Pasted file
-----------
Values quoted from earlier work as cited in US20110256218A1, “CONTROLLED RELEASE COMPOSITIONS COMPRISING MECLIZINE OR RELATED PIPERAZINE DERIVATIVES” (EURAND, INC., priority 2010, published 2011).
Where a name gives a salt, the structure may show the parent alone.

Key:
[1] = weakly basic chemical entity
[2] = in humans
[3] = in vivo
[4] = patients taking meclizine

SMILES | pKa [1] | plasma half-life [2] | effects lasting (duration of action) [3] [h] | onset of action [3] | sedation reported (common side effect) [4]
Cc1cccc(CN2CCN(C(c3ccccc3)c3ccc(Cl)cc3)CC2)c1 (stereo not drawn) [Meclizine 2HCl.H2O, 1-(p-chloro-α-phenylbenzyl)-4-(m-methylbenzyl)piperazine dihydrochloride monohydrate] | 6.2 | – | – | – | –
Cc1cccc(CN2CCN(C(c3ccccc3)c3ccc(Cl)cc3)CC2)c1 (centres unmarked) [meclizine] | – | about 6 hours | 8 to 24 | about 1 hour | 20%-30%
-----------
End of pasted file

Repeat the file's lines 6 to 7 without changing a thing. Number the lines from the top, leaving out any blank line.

[3] = in vivo
[4] = patients taking meclizine